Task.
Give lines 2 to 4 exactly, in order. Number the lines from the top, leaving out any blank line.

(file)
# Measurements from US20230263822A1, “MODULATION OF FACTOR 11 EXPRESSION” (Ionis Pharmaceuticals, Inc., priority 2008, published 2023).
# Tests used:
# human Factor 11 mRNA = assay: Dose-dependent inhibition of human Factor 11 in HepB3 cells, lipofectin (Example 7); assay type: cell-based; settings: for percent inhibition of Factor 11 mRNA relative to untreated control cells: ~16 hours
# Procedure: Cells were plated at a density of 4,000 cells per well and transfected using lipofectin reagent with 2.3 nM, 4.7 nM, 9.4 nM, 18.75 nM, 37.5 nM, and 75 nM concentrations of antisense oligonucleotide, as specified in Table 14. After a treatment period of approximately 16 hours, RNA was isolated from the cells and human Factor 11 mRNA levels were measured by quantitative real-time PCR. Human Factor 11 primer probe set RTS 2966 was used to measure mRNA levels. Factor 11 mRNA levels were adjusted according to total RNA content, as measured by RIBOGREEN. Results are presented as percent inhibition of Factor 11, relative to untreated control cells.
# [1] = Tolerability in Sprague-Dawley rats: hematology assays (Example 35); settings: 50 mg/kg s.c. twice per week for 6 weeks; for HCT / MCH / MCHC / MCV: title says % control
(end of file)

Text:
# Tests used:
# human Factor 11 mRNA = assay: Dose-dependent inhibition of human Factor 11 in HepB3 cells, lipofectin (Example 7); assay type: cell-based; settings: for percent inhibition of Factor 11 mRNA relative to untreated control cells: ~16 hours
# Procedure: Cells were plated at a density of 4,000 cells per well and transfected using lipofectin reagent with 2.3 nM, 4.7 nM, 9.4 nM, 18.75 nM, 37.5 nM, and 75 nM concentrations of antisense oligonucleotide, as specified in Table 14. After a treatment period of approximately 16 hours, RNA was isolated from the cells and human Factor 11 mRNA levels were measured by quantitative real-time PCR. Human Factor 11 primer probe set RTS 2966 was used to measure mRNA levels. Factor 11 mRNA levels were adjusted according to total RNA content, as measured by RIBOGREEN. Results are presented as percent inhibition of Factor 11, relative to untreated control cells.